by Chris Smith, 10 months ago
Android fans know by now that Google unveiled yesterday Android 4.1 Jelly Bean, it’s next-gen mobile operating system that’s already found on board of the Google Nexus 7, its first tablet that was also launched…
Almost a month has passed after the formal introduction of Android 4.1 Jelly Bean. The new operating system’s source code has itself been released a couple of weeks back, so it’s only natural for users to expect official Jelly Bean updates to be flowing, right?
However, as recent history has sadly shown us, the road from an OS update becoming open source to it actually hitting the most popular devices around is a very bumpy one. So it’s no wonder that we still (officially) know very little about the Jelly Bean upgrade timeframes.
The only three devices that are already running Android 4.1 are the unlocked Galaxy Nexus, the Nexus 7 tablet, and now the Nexus S. The list of gadgets officially getting JB “sometime soon” is rather flimsy itself. However, the rumors are piling up, confusing many users who might think they are entitled to get Jelly Bean just weeks after the OS’ release.
Confused? Angry? Frustrated? I’m sure that most of you feel at least one of those feelings, which is why we’ll try to throw a bit of light on the Jelly Bean update darkness below.
If we were to take bets a month ago on what would be the first confirmed devices for Android 4.1 updates, I am absolutely certain that no one would have ever guessed this “formation”. It’s a bit crazy to see those “raggedy” Transformer, Slider and Xoom tablets next to the fresh high-end One X and XL smartphones on the list.
You don't have to be a genius to figure out that the Transformer Pads will be updated to Jelly Bean, but Asus has taken the time to announce something on the matter (albeit not something very definitive). Acer and Samsung, on the other hand, have felt the need to go all secretive on us.
As far as HTC goes, we want to take the time and congratulate them once again for being the most straightforward with us. HTC are keeping mum on devices such as the EVO 4G LTE or the Droid Incredible 4G LTE, but they still have three officially confirmed smartphones, which is more than any other OEM around.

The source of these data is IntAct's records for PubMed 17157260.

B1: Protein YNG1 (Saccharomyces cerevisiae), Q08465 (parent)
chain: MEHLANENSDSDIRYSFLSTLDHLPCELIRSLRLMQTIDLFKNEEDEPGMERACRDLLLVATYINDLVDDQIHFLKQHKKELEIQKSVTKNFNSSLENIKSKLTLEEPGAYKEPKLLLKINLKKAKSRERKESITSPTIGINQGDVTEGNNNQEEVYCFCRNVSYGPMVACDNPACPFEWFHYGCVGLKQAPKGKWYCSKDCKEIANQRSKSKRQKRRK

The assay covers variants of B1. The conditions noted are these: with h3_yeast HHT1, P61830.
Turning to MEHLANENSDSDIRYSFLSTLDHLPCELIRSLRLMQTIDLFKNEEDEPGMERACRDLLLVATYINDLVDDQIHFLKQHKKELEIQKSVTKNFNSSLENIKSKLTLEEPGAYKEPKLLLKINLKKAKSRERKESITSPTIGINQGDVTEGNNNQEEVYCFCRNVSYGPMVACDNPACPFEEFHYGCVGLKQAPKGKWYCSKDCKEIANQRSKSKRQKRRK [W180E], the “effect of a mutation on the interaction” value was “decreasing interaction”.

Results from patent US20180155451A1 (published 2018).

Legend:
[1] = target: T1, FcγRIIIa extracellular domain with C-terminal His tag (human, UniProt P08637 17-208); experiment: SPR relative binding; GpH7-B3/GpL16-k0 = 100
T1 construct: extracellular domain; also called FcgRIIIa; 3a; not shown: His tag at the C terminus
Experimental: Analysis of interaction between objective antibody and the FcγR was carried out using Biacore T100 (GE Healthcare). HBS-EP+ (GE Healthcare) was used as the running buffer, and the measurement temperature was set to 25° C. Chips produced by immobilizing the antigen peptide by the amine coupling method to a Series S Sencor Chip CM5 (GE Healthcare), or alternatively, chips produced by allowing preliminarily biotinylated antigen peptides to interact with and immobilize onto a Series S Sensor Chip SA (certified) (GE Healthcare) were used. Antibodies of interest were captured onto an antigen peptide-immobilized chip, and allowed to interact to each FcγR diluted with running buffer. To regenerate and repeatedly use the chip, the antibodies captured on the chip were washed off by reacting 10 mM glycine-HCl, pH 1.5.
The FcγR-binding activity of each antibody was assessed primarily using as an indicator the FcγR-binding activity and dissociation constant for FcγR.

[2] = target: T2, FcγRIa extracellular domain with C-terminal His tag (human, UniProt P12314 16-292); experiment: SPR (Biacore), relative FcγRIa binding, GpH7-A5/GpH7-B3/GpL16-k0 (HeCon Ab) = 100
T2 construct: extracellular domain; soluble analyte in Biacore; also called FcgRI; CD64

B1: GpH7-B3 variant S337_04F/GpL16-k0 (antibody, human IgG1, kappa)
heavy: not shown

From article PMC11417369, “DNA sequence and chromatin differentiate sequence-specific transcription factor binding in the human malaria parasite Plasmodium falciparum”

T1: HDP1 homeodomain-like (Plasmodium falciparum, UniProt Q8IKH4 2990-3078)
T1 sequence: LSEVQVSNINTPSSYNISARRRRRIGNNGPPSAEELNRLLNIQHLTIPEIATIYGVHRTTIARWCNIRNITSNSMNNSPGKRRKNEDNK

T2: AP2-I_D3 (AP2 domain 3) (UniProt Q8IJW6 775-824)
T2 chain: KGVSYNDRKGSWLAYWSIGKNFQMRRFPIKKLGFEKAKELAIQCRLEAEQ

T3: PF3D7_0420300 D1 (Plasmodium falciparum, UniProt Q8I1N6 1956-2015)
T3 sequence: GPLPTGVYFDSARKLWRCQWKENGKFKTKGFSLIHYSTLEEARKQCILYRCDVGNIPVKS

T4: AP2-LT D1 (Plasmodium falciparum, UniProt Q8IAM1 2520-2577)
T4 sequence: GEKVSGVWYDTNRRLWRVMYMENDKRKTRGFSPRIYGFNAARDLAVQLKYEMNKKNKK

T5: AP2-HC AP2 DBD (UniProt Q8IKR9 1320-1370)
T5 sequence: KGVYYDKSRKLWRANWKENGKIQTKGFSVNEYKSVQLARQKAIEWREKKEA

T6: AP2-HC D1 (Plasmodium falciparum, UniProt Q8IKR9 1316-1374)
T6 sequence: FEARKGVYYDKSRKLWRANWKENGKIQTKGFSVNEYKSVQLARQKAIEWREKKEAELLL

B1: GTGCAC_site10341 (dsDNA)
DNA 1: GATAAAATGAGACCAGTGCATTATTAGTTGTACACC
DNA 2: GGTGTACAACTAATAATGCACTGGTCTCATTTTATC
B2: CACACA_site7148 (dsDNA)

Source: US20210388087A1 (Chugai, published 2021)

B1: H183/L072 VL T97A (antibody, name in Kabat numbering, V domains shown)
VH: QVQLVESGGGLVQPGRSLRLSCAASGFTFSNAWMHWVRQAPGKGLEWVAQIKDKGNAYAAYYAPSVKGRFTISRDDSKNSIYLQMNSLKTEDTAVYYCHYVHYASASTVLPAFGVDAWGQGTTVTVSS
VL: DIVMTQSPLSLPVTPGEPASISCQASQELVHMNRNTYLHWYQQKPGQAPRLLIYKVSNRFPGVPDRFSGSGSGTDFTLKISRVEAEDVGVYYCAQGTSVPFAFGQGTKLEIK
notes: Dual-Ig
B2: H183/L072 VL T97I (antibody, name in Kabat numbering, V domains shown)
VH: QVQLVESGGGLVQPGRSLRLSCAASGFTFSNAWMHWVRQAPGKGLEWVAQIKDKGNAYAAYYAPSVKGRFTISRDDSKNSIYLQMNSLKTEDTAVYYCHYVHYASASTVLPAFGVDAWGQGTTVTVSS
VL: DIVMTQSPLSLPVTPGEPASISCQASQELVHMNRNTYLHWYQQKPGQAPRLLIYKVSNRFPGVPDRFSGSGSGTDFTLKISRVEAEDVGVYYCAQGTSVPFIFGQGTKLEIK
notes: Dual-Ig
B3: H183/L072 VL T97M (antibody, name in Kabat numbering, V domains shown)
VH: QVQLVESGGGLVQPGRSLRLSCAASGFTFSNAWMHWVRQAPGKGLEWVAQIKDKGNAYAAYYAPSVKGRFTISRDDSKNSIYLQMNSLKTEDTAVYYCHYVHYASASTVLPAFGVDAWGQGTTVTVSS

Before you jump at my throat for not including your favorite device on the above list, I should tell you that I only included some of the gadgets (the most likely ones) that I personally think will get Jelly Bean by the end of the year.
There’s a strong possibility that the list will be significantly widened, but at the same time it is even more likely that only a few of those phones and tablets will be getting Android 4.1 over the next months, while others, not included on the list, will take the JB software leap.
It’s almost impossible to try to guess the manufacturers’ exact plans, as they systematically refuse to communicate with the media. But, based on rumors and speculations, as well as on how well they have done with ICS updates in the past, I trust the above list to be a fairly exact one. Also, I only included already released devices on the list, with pretty much any gadget launching in the near future with ICS out of the box being guaranteed a JB leap soon after.
We’ve heard speculations that Samsung is very close to roll out JB for the Galaxy S2 and S3, we’ve also heard something from Toshiba, while Acer’s and Sony’s plans can be guessed by how fast they have come up with Android 4.0 updates.
There’s also another very important aspect to be taken into consideration, and that is the phones and tablets’ tech specs. We’ve seen ICS rolling out to several low-end devices over the last month or so, but it’s likely that Jelly Bean has higher technical “standards”. That said, we wouldn’t get our hopes very high for any gadget that falls into the low-end or mid-range category.
Whether our speculations will prove accurate or not, it remains to be seen over the next few months, so keep in touch to find out everything about the Jelly Bean upgradeable devices. Also, don't be afraid to come with your own speculations in the comments section below.